If you work at an AT&T store, but moonlight on the side by helping other resellers fraudulently unlock AT&T phones (through AT&T’s own systems), then odds are good at AT&T isn’t going to be very thrilled with you. In fact, they will probably sue you.
Such is the situation that three former AT&T retail employees—Marc Sapatin, Nguyen Lam, and Kyra Evans—find themselves in. The trio worked at an AT&T call center in Washington back in 2013. According to AT&T’s complaint, which it filed last week in Seattle’s U.S. District court, the three “perpetuated the Unlock Scheme by creating, distributing, and placing on AT&T’s computer systems a ‘malware’ program designed to fraudulently, and without authorization, transmit unlock requests that unlocked hundreds of thousands of phones from exclusive use on AT&T’s network.”
Of course, they didn’t do this for free. According to a report from Ars Technica, AT&T alleges that a fourth party to the entire affair—Prashant Vira, who owns and operates a company called Swift Unlocks—paid Evans at least $20,000 “for her placement and/or execution of the malware programs on AT&T’s protected computer systems for the purpose of securing the fraudulent unlock.” Sapatin allegedly received somewhere around $10,000, and it’s unclear just what Lam’s arrangement might have been.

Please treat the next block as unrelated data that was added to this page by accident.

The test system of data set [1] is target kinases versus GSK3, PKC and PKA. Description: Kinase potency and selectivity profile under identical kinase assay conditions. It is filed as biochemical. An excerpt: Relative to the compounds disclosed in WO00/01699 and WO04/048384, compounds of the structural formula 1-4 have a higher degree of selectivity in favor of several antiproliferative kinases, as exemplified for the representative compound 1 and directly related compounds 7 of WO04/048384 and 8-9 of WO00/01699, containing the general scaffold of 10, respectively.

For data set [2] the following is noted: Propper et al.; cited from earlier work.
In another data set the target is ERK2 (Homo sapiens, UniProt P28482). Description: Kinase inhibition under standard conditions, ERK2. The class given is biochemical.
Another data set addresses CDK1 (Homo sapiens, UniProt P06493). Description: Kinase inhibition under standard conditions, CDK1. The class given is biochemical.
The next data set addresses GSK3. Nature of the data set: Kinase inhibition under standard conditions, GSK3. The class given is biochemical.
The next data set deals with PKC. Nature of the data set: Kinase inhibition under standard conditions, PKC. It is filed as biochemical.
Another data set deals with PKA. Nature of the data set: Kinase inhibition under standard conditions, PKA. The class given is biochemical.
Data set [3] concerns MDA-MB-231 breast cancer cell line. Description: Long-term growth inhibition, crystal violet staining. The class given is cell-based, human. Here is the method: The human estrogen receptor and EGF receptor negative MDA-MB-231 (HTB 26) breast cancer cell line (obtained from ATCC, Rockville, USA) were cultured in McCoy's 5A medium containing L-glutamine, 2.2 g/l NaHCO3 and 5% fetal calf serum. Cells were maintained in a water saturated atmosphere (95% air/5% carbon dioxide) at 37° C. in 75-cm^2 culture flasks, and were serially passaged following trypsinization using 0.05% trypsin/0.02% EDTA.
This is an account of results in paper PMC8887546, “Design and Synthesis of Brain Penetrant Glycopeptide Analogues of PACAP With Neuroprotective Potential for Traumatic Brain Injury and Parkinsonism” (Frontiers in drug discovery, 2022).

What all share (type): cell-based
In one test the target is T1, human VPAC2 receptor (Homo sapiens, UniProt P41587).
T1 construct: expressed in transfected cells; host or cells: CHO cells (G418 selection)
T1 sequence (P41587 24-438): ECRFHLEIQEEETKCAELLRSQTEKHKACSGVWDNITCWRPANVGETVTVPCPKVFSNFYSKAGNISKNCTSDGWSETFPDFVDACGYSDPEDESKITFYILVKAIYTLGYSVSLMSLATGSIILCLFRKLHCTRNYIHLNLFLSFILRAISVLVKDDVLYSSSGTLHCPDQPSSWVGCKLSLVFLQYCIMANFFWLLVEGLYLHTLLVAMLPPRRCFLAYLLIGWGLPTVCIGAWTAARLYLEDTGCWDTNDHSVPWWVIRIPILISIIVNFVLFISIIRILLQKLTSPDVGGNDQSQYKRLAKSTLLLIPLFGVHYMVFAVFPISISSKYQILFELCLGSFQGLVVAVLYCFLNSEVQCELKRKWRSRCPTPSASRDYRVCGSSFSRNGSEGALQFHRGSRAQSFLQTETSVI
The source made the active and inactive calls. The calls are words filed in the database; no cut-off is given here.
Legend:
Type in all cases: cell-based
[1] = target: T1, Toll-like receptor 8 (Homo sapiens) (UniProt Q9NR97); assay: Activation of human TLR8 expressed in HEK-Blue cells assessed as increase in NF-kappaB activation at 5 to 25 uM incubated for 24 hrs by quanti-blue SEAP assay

“Sapatin also attempted to recruit other AT&T employees to participate in the Unlock Scheme. Sapatin told at least one other AT&T employee he was trying to recruit that he knew an individual that had paid to develop software designed to unlock phones. Sapatin told the AT&T employee that she only had to click on a link provided by someone else involved in the Unlock Scheme to download the software, and the program would run invisibly on his computer. Sapatin promised the employee that she would make $2,000 every two weeks through her participation in the Unlock Scheme,” reads AT&T’s complaint.
The malware allegedly sent a bunch of proprietary and internal AT&T information to the the aforementioned defendants and up to 50 other “John Doe defendants” AT&T names in its complaint, which they would then use to tweak said malware, pass off to Evans, and have her reinstall on AT&T’s systems. However, the company noted in a separate statement to Ars Technica that no customer information ever leaked out.
AT&T’s complaint asks for both financial damages, which will be determined later, as well as injunctions to prevent the defendants from continuing on with what they’re alleged to have done.